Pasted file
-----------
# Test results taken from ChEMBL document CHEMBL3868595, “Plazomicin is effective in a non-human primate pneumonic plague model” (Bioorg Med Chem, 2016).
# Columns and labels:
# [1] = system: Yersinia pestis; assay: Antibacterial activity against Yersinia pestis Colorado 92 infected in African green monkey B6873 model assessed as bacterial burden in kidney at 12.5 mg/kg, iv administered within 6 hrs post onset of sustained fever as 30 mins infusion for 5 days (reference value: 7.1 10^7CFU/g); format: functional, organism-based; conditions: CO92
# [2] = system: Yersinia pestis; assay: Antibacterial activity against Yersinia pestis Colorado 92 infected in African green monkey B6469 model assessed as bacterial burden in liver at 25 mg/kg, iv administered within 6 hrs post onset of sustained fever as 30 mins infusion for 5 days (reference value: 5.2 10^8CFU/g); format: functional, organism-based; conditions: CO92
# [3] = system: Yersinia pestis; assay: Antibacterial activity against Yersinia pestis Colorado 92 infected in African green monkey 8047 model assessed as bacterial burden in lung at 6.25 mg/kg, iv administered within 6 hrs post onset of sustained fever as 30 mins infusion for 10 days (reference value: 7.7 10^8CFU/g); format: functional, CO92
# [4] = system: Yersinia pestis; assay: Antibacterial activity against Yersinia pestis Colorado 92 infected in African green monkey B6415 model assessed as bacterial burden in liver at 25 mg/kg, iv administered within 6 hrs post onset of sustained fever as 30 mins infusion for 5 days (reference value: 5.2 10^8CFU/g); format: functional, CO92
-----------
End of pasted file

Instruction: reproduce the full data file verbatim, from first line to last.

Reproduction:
# Test results taken from ChEMBL document CHEMBL3868595, “Plazomicin is effective in a non-human primate pneumonic plague model” (Bioorg Med Chem, 2016).
# Columns and labels:
# [1] = system: Yersinia pestis; assay: Antibacterial activity against Yersinia pestis Colorado 92 infected in African green monkey B6873 model assessed as bacterial burden in kidney at 12.5 mg/kg, iv administered within 6 hrs post onset of sustained fever as 30 mins infusion for 5 days (reference value: 7.1 10^7CFU/g); format: functional, organism-based; conditions: CO92
# [2] = system: Yersinia pestis; assay: Antibacterial activity against Yersinia pestis Colorado 92 infected in African green monkey B6469 model assessed as bacterial burden in liver at 25 mg/kg, iv administered within 6 hrs post onset of sustained fever as 30 mins infusion for 5 days (reference value: 5.2 10^8CFU/g); format: functional, organism-based; conditions: CO92
# [3] = system: Yersinia pestis; assay: Antibacterial activity against Yersinia pestis Colorado 92 infected in African green monkey 8047 model assessed as bacterial burden in lung at 6.25 mg/kg, iv administered within 6 hrs post onset of sustained fever as 30 mins infusion for 10 days (reference value: 7.7 10^8CFU/g); format: functional, CO92
# [4] = system: Yersinia pestis; assay: Antibacterial activity against Yersinia pestis Colorado 92 infected in African green monkey B6415 model assessed as bacterial burden in liver at 25 mg/kg, iv administered within 6 hrs post onset of sustained fever as 30 mins infusion for 5 days (reference value: 5.2 10^8CFU/g); format: functional, CO92